VM:EuroSys10 paper

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Spad: Software Protection through Anti-Debugging Based on Hardware Virtualization
候选名称:InvGuard(全称Invisible Guardian,隐形卫士);EiS(全称Eye in the Sky)


Debugging is a method that usually facilitates the dynamic analysis of run-time application for software development, but it could also be adopted as evil tools, especially with malicious attackers. Currently, although there exist various anti-debugging productivity tools, the anti-debugging problem still arise because the traditional software anti-debugging owns no ability to utilize higher privilege level than kernel space.

This paper proposes Spad (Software Protection through Anti-Debugging) to detect the behavior of debugger and disable their functionalities as well as make them imperceptible. Spad detects debugging behavior by intercepting debug instructions such as INT3 and similar operations. Since debuggers and malicious code could usually apply kernel space resource in parasitic operating system, our hypervisor based on hardware virtualization runs on root mode and plays an observer role on a more privileged position.

Experiment with several popular and typical debuggers shows that Spad can effectively disable the functionalities of debuggers. The vertical experiment also demonstrates that our design goes beyond most of the prevailing anti-debugging software. We further discuss related techniques and future work on anti-debugging strategy.

Keywords: anti-debugging, hardware virtualization, transparency, lightweight

1. Introduction

  • copyright protection的重要性
  • 黑客利用dynamic analysis破解正版软件(需要补充实例和reference引用)
    • example1
    • example2
    • ...
  • debugging是dynamic analysis的基本技术手段,所以我们要anti-debugging
  • 目前操作系统的限制,导致anti-debugging很难是完备的。(按原论文写法)
    • hardware architecture limit
    • bugs & debugging interfaces in OS
  • 目前已知的anti-debugging技术存在一些不足
    • 目前的anti-debugging技术基本可分为两类:
      • detect debugging registers
      • monitor human behaviors
    • 不足:
      • 每种anti-debugging都是针对某一特定的debugging软件或者技术,不完备。
      • 自身的隐藏性不好,容易被发现。
  • our task 简述,突出对比优势
  • Contributions:
    • 提出了一个XX、YY、ZZ的框架
    • 通过实验,证明了our task是具备实际应用价值的
    • (待补充)
  • following sections

In recent years, the requirement for software protection has gained highly attention in digital world. A great variety of copy-protection strategies of different forms have been developed to prevent stealth, decoding and reverse engineering. Major of these mechanisms provide a reasonable level of security against static-only analysis. Nevertheless, most of them avoid the issue of dynamic or hybrid static-dynamic attacks which are now commonly used by hackers.[20]

As mentioned in Gagnon’s article [1], current study on anti-reverse engineering and anti-dynamic analysis emphasizes on obfuscation, virtual machine detection, anti-disassembly, and tamper proofing, but little thought of anti-debugging. Debugging, as other program testing techniques, is widely employed as an essential tool in malicious code.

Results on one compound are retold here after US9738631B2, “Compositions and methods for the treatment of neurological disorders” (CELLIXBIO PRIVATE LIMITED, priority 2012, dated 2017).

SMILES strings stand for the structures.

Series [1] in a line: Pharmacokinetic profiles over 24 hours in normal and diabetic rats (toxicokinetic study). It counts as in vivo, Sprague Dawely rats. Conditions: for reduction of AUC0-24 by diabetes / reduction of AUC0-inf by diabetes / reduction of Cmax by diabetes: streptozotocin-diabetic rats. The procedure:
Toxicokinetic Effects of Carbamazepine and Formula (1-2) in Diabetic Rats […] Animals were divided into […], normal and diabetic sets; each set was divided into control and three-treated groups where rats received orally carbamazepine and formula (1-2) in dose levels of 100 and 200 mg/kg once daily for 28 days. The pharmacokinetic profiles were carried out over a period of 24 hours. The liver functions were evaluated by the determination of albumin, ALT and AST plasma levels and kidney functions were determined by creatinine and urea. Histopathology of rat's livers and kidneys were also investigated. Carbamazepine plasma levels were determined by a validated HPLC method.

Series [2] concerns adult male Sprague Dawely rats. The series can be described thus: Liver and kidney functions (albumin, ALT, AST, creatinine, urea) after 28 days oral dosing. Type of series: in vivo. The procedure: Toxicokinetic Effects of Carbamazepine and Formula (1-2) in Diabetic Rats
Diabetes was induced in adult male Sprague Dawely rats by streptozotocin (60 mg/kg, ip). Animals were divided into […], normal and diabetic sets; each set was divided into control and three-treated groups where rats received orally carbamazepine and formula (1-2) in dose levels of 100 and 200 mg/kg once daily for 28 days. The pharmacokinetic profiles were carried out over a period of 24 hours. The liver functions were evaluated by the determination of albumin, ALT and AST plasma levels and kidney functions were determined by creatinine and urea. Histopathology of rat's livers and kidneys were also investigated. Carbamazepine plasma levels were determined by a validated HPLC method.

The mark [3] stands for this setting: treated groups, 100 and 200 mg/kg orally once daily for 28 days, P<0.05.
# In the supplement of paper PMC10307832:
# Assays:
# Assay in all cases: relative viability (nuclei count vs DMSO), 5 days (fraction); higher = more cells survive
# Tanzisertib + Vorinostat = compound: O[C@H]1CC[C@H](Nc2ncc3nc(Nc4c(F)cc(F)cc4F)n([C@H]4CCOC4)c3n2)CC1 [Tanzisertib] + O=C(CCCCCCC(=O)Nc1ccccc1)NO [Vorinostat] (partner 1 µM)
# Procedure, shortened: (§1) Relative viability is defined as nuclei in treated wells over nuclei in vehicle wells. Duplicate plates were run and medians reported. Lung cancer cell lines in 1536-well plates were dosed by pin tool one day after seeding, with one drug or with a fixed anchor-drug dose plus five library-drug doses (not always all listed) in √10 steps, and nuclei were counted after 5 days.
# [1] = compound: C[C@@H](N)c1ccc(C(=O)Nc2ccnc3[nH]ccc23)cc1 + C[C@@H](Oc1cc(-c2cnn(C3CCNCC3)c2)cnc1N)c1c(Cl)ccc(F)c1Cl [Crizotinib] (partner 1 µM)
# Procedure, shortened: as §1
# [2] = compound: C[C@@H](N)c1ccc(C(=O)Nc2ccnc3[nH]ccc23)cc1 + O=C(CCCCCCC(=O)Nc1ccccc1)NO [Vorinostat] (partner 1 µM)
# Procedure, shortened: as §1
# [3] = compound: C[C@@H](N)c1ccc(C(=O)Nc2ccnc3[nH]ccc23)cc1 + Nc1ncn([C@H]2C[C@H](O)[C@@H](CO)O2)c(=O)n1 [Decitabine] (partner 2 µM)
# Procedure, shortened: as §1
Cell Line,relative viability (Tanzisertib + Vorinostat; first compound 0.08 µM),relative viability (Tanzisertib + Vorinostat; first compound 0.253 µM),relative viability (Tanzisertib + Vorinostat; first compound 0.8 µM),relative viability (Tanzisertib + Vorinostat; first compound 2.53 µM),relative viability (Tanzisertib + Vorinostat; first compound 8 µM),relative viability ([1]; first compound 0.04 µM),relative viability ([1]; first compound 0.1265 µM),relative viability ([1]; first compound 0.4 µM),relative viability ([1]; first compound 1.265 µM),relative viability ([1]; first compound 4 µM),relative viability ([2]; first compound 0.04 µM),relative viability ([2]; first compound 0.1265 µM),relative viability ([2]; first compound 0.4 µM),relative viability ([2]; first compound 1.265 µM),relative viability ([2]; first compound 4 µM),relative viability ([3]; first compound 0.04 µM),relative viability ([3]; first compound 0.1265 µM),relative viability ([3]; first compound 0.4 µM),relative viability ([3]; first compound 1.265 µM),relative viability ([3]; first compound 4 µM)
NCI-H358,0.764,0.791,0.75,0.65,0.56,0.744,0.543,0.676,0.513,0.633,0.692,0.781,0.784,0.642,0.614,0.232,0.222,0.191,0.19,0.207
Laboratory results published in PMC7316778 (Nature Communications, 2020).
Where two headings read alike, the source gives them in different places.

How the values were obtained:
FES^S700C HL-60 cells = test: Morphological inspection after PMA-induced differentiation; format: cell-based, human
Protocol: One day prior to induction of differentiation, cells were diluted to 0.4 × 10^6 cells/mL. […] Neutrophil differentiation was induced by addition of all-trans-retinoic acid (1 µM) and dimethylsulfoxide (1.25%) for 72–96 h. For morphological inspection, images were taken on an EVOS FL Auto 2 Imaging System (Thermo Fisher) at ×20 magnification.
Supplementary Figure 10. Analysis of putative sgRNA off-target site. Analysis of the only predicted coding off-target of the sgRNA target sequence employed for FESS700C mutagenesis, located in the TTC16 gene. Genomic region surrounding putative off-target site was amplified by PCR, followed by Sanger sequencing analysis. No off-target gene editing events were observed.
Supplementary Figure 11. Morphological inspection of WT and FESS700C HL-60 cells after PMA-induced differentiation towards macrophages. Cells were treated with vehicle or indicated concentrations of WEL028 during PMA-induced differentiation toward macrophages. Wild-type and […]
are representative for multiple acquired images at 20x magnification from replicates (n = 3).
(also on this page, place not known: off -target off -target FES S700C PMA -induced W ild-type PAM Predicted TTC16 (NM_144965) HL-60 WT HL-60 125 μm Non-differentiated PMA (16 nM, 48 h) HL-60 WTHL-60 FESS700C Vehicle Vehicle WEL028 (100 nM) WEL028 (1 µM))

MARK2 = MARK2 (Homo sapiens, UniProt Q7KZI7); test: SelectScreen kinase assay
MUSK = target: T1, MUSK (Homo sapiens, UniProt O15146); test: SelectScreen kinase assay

此处举例说明hackers如何利用debugging来进行dynamic attack,需要reference。
A detailed description of cracking password protection mechanism is presented in Kris Kaspersky’s book [23]. A hacker uses debugging method to set a breakpoint at password input function, look up for correct buffer and wait for the debugger window to show password up. Similar scenario may occur in other private and sensitive account data.

The risk of dynamic attacking on target software with debugging technique exists for the following reasons:

First, the hardware architecture is defective so that applications running on the privileged mode can access the whole system, while the code in the user mode can only own a little of resource [21]. That means once the malicious code or analyzing tools are running on the privileged mode, no higher mode can be used to restrict them.

Second, there are more or less bugs and debug interface in Microsoft Windows [9], which provides APIs to access the address space of other processes as well. So it is of great difficulty to prevent commercial software from being cracked.

Contemporary, existing anti-debugging methods can be divided into two categories. One is checking hardware or software debug register for special value which debuggers may use to place breakpoints on processes. Another method is to detect human behaviors such as unexpected pause in execution [1].

As a protection mechanism based on such hardware architecture and operation system, anti-debugging technology has limitations inevitably. First, each anti-debugging mechanism is designed for a specific debugging technique. It is probably the case that one anti-debugging tools targets WinDbg and it will definitely lose its power when a malware does not use WinDbg as debugging tool. Second, if malware or debuggers perceive that they are under attack from anti-debugging mechanism, reverse engineers will attempt to circumvent that attack or even strike back. Most of current anti-debugging mechanisms lack a transparent shield for hiding themselves from other processes’ view.